High Intensity Interval Training (HIIT) and Tabata

This page is intended to provide background reading on the subject of Tabata training.

HIIT is a form of cardio exercise that has been proven to BURN 9 TIMES MORE FAT than regular cardio IN LESS TIME! HIIT improves performance and produces the quickest and most dramatic changes to your body and cardiovascular system.

HIIT can be applied to strength training, running, circuit training, martial arts and more. It basically means that you perform an exercise like running for example at a very hard intensity with very short rests in between. There are many protocols that you can use.

Dr Tabata from the National Institute of Fitness and Sports in Tokyo, researched and developed what he found to be the most effective protocol. He developed an interval training cycle of 20 seconds of maximum intensity exercise, followed by 10 seconds of rest, repeated without pause 8 times for a total of four minutes. The conclusion was that just four minutes of Tabata interval training could enhance aerobic and anaerobic capacity more than an hour of endurance exercise.

Now 2 things you might be thinking:
4 minutes of exercise can't be that good
Great 4 minutes of exercise is easy and I can't wait to lose all that weight without much effort

Unfortunately you will be wrong on both counts. 4 minutes can be highly effective if done correctly, and if you are fit enough you can try and do up to 5 sets in total. Also in order to gain the benefits of HIIT you must be exercising at maximal intensity from the word GO! That means 10/10 effort. It is lung busting and physically demanding.
You may not have a stopwatch to hand but it doesn't matter. Use your own body clock to time determine your work and rest periods. Try to work for a minimum of 20 seconds and rest either the same amount of time or up to half the amount of time. It will feel like you haven't had enough rest, but the aim is to keep your heart rate high throughout and not to let you recover too much.

 HIIT - studies on its effects:

One of the earliest studies, by researchers at Laval University (Ste-Foy, Quebec, Canada), kept it basic, using two groups in a months-long experiment. One group followed a 15-week program using HIIT while the other performed only steady-state cardio for 20 weeks. Proponents of steady-state training were pleased to hear that those subjects burned 15,000 calories more than their HIIT counterparts. Those who followed the HIIT program, however, lost significantly more body fat.

A 2001 study from East Tennessee State University (Johnson City) demonstrated similar findings with subjects who followed an eight-week HIIT program. Again, HIIT proved to be the better fat-burner--subjects dropped 2% body fat over the course of the experiment. Meanwhile, those who plodded through the eight weeks on a steady-state program lost no body fat.

The most recent study, out of Australia, reported that a group of females who followed a 20-minute HIIT program consisting of eight-second sprints followed by 12 seconds of rest lost an amazing six times more body fat than a group that followed a 40-minute cardio program performed at a constant intensity of 60% maximum heart rate.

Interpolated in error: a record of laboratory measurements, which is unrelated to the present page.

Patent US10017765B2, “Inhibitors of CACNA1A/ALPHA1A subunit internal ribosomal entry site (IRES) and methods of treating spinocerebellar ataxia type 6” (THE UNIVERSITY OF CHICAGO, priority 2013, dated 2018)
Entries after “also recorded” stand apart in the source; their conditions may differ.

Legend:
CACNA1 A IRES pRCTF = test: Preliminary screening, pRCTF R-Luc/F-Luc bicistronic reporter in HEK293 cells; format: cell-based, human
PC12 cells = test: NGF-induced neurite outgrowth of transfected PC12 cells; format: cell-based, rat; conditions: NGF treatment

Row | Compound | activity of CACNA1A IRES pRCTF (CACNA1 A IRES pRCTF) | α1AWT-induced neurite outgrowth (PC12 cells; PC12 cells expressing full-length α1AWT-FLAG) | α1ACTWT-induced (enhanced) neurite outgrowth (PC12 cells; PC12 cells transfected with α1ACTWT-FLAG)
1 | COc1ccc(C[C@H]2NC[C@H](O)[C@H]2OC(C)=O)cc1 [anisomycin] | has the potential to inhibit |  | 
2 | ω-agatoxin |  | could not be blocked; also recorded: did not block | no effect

So what is it about HIIT cardio training that sends bodyfat to the great beyond? There are actually several reasons, but the first and perhaps most important involves its effect on your metabolism.

A 1996 study from Baylor College of Medicine (Houston) reported that subjects who performed a HIIT workout on a stationary cycle burned significantly more calories during the 24 hours following the workout than those who cycled at a moderate, steady-state intensity due to a rise in resting metabolism. Why? Since HIIT is tougher on the body, it requires more energy (read: calories) to repair itself afterward.

The previously mentioned 2001 East Tennessee State study found that test subjects in the HIIT program also burned nearly 100 more calories per day during the 24 hours after exercise.

More recently, a study presented by Florida State University (Tallahassee) researchers at the 2007 Annual Meeting of the American College of Sports Medicine (ACSM) reported that subjects who performed HIIT cardio burned almost 10% more calories during the 24 hours following exercise than a steady-state group, despite the fact that the total calories burned during each workout were the same.

Research also confirms that HIIT enhances the metabolic machinery in muscle cells that promotes fat-burning and blunts fat production. The Laval University study discovered that the HIIT subjects' muscle fibers had significantly higher markers for fat oxidation (fat-burning) than those in the steady-state exercise group.

And a study published in a 2007 issue of the Journal of Applied Physiology reported that young females who performed seven HIIT workouts over a two-week period experienced a 30% increase in both fat oxidation and levels of muscle enzymes that enhance fat oxidation.

Please contact us at info@7futures.com if you feel you need more help or advice on designing your own tabata routine.

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Mark Davies